Winter may not be relenting its snowy grip outside our windows anytime soon, but a Maine author and illustrator are bringing a whimsical look at spring to the pages of their newest children’s book, released this week.

“Do Fairies Bring the Spring?” by Liza Gardner Walsh and illustrated by Hazel Mitchell, published by Down East, is a follow-up to their 2015 book, “Where Do Fairies Go When It Snows?” The sweet story is ideal for reading aloud with kids. There’s a whimsical musicality to the prose and vivid, sweet illustrations of fairies and little creatures such as bunnies and a hedgehog.

“Spring has sort of a musicality to it with all the birds and the bees. I guess that subconsciously guided [my writing],” Walsh said.

Mitchell brings an airy, light feel to the illustrations with pastel hues that nod to spring growth and renewal.

“Mostly it’s color choice with this one — the last one was winter, so it had so much blues and darks. Now, we’re onto spring, so my first thought was what colors are more spring like,” Mitchell said.

She used a lot of green in the illustrations, as well as some pinks, purples and yellows.

“[I] really wanted to keep the book more oriented on growing things and how fairies help things grow,” she said.

Meanwhile, Walsh tells the story through a series of questions, like an open-ended thought for inquisitive, young minds.

“I just find with fairies, it begs questionings. There are so many unanswered questions around fairies, and what I love about it is that there’s good possibility,” Walsh said. “I think it goes with the nature of belief … and like could this be? Let’s imagine.”

But it’s the underlying messages of both this book and its predecessor that really stand out.

“The way I am thinking about it, [in] the winter one, the underlying message was about … empathy and kindness. This one was really about taking care of earth. … There was more of an environmental theme with them,” Walsh said.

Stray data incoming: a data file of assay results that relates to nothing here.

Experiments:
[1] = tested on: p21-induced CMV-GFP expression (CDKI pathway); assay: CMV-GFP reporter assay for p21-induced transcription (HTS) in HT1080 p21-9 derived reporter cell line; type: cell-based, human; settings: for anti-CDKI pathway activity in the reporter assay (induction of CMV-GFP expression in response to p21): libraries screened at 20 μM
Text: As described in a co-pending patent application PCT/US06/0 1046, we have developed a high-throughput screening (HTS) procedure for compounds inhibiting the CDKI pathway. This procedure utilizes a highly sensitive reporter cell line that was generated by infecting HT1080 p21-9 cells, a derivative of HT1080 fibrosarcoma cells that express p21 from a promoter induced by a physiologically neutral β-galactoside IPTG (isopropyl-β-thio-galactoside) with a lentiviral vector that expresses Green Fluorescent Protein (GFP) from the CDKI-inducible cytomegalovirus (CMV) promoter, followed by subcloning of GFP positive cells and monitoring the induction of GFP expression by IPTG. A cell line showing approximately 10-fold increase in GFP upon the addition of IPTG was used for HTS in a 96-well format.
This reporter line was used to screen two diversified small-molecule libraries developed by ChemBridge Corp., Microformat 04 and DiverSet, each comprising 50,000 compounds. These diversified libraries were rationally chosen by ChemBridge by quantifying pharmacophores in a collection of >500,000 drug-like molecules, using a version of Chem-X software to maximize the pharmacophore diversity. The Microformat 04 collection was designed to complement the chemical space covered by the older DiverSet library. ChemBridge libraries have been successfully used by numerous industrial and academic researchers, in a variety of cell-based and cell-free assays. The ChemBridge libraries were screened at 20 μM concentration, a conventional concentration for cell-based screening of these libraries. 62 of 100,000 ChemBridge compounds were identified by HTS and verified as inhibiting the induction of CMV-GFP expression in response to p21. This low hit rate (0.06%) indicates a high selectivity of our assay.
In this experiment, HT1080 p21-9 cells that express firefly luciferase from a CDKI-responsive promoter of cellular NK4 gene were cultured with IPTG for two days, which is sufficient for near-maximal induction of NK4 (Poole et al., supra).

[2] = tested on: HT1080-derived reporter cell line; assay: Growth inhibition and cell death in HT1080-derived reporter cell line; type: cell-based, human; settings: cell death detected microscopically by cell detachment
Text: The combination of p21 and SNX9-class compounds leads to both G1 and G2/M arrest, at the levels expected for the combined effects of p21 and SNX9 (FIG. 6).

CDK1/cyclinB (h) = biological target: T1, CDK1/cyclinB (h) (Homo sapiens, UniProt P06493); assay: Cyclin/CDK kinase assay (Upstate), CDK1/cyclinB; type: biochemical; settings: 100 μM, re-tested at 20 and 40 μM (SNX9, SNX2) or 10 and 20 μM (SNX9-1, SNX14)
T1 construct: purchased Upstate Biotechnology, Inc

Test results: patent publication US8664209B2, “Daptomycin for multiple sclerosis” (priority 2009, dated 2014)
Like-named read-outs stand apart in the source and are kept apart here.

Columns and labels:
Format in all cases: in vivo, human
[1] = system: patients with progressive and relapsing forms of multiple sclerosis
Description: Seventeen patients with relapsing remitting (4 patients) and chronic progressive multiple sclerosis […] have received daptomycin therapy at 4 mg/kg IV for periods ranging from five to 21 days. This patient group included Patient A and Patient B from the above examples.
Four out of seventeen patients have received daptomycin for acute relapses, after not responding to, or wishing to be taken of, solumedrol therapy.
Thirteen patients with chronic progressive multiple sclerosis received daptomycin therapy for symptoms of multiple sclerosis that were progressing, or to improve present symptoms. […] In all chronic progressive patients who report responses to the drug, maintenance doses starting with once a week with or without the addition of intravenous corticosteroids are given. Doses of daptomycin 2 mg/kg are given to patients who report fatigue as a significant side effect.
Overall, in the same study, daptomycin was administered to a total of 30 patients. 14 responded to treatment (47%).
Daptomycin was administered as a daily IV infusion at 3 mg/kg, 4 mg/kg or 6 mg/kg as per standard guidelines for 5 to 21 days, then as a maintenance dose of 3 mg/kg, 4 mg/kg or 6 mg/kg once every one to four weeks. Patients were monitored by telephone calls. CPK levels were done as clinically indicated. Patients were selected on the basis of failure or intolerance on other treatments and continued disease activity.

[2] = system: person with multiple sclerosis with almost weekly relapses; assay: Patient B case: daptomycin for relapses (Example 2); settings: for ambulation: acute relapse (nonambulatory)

Walsh, who also is author of numerous other books including “Fairy Garden Handbook” and “Fairy House Handbook,” has another fairy book coming up. “Fairy House Cooking” is slated for release in May and features whimsical recipes for fairy lovers and fairies, too.

“The thing that I keep coming back to is that fairies to me represent creativity, imagination, kindness and wonder. And I think by encouraging kids to think in this way, to get outside, to take care of the world around us, we are hopefully creating caretakers of the earth and future citizens of the world,” Walsh said.

She and Mitchell, who has illustrated many books including her own children’s book, “Toby,” which was released in 2016, also have a board book for young children due out in late 2017. “Fairies 1-2-3” will feature baby fairies in a counting adventure.

“People really just love the fairies, and people love the illustrations. … It reminds me of the kind of stuff when I used to draw when I was a teenager at school,” Mitchell said. “Children just love them. I think they just relate to them because they look like children.”

Walsh and Mitchell will be signing books — and maybe even drawing a few fairies — 10 a.m. to 12 p.m. Saturday, Feb. 11, at The Briar Patch on Central Street in downtown Bangor. The book is available where children’s books are sold

Sarah Walker Caron

Sarah Walker Caron is the senior editor, features, for the Bangor Daily News and the editor of Bangor Metro magazine. She’s the author of “Classic Diners of Maine,” and five cookbooks including “Easy...